British writing

NEW WRITING - An Anthology of recent English Fiction, Poetry and Essay: A. L. Kennedy and John Fowles - Editors; Vintage in association with The British Council, Random House, 20, Vauxhall Bridge Road, London SW1V 2SA. �. 7.99.

IN THE making of an anthology, the first stage is smooth and full of hope (or so it will seem), the middle one uneasy with some moments of real terror, and the final one, an inescapable chaos of guilt, pain and non-fulfilment. But this cannot be said of the book under review. For a collection of this magnitude and variety, the book has an extremely short introduction by just one of the editors, and it makes light of the arduous work that must have gone into the assessment and selection of material. The final product is one of consistent excellence.

Among the 50-odd contributors, there is an 80-year-old veteran, Edwin Morgan, with an exquisite poem in the form of a conversation between Omar Khayyam and his assassin-friend; the youngest, Sarah May, barely 28 years of age, with a most original and moving story, ``The Blueprint''. There are many famous, celebrated names and an equal number of not-so-well- known writers but whose stories and poems stand on their own uneclipsed by those of the more seasoned minds.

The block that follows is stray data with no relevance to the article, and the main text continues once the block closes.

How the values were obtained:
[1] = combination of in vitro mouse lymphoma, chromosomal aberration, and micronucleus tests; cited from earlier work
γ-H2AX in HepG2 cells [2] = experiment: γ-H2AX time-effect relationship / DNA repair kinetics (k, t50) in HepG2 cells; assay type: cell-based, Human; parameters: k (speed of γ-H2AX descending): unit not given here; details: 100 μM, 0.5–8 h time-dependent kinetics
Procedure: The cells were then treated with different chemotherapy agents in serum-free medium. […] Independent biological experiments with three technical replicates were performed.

There are 26 stories, six essays, 30 poems and five extracts from novels in progress, making up a little over 500 pages of stimulating, sophisticated and well-rounded material. So there will be a criticism that the editors had not considered experimental exercises. They have not forsaken modernity but have stayed clear of including efforts the quality or value of which the creators themselves may not be sure of. The collection is ``British writing or more properly writing from authors who feel some relationship with Britain and with the English language'. So there is a story of Anita Desai also''.